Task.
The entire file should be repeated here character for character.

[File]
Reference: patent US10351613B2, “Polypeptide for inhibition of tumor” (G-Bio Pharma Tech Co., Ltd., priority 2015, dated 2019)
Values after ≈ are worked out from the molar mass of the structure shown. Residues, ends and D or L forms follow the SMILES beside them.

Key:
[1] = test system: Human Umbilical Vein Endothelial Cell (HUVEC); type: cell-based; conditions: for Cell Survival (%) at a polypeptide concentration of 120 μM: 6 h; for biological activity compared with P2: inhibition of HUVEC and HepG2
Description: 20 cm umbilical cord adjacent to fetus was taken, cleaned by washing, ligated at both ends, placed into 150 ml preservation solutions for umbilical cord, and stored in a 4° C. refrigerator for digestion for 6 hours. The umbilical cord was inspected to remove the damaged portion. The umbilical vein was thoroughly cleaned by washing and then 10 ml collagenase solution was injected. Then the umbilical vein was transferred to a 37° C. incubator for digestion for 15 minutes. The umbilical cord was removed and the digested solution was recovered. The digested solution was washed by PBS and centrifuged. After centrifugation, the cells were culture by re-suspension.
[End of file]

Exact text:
Reference: patent US10351613B2, “Polypeptide for inhibition of tumor” (G-Bio Pharma Tech Co., Ltd., priority 2015, dated 2019)
Values after ≈ are worked out from the molar mass of the structure shown. Residues, ends and D or L forms follow the SMILES beside them.

Key:
[1] = test system: Human Umbilical Vein Endothelial Cell (HUVEC); type: cell-based; conditions: for Cell Survival (%) at a polypeptide concentration of 120 μM: 6 h; for biological activity compared with P2: inhibition of HUVEC and HepG2
Description: 20 cm umbilical cord adjacent to fetus was taken, cleaned by washing, ligated at both ends, placed into 150 ml preservation solutions for umbilical cord, and stored in a 4° C. refrigerator for digestion for 6 hours. The umbilical cord was inspected to remove the damaged portion. The umbilical vein was thoroughly cleaned by washing and then 10 ml collagenase solution was injected. Then the umbilical vein was transferred to a 37° C. incubator for digestion for 15 minutes. The umbilical cord was removed and the digested solution was recovered. The digested solution was washed by PBS and centrifuged. After centrifugation, the cells were culture by re-suspension.